3,973 citations


Book
30 Dec 2002-
TL;DR: Mother Nature knows best--How engineered organizations of the future will resemble natural-born systems.
Abstract: Mother Nature knows best--How engineered organizations of the future will resemble natural-born systems.

3,557 citations


Journal ArticleDOI
Michael A. Hogg1, Deborah I. Terry1Institutions (1)
Abstract: Although aspects of social identity theory are familiar to organizational psychologists, its elaboration, through self-categorization theory, of how social categorization and prototype-based depersonalization actually produce social identity effects is less well known. We describe these processes, relate self-categorization theory to social identity theory, describe new theoretical developments in detail, and show how these developments can address a range of organizational phenomena. We discuss cohesion and deviance, leadership, subgroup and sociodemographic structure, and mergers and acquisitions.

3,232 citations


Cites background from "Rediscovering the social group: A s..."

  • ...At about the same time, Turner and his colleagues (Turner, 1985; Turner et al., 1987) extended social identity theory through the development of selfcategorization theory, which specified in detail how social categorization produces prototypebased depersonalization of self and others and, thus, generates social identity phenomena....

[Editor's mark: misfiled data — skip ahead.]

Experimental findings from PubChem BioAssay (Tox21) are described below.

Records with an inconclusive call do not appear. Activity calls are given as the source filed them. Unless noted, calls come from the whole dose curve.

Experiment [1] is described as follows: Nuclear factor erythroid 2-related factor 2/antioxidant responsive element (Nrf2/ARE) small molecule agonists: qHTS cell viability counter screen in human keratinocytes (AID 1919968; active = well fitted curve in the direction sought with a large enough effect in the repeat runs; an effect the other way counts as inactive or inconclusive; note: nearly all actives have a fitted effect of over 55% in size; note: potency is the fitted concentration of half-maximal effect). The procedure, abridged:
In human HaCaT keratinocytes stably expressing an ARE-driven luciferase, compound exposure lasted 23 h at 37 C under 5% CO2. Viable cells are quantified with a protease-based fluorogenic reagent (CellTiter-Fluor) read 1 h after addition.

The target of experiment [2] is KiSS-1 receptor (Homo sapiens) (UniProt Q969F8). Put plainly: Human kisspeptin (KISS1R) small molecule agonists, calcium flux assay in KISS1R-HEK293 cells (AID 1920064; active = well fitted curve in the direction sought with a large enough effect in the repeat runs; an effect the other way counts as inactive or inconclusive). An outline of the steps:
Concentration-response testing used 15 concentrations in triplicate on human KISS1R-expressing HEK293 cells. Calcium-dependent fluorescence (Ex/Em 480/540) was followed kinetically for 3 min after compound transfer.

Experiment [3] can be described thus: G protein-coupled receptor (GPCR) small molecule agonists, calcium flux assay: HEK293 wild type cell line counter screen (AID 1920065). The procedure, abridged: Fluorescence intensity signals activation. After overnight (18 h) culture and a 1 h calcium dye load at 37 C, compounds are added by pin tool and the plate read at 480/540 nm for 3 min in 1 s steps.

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  • ...…developments, see books by Abrams and Hogg (1990, 1999); Hogg and Abrams (1988); Hogg and Terry (in press); Oakes, Haslam, and Turner (1994); Robinson (1996); Spears, Oakes, Ellemers, and Haslam (1997); Terry and Hogg (1999); Turner et al. (1987); and Worchel, Morales, Pdez, and Deschamps (1998)....

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  • ...At about the same time, Turner and his colleagues (Turner, 1985; Turner et al., 1987) extended social identity theory through the development of selfcategorization theory, which specified in detail how social categorization produces prototypebased depersonalization of self and others and, thus,…...

    [...]


Journal ArticleDOI
Jan E. Stets1, Peter Burke1Institutions (1)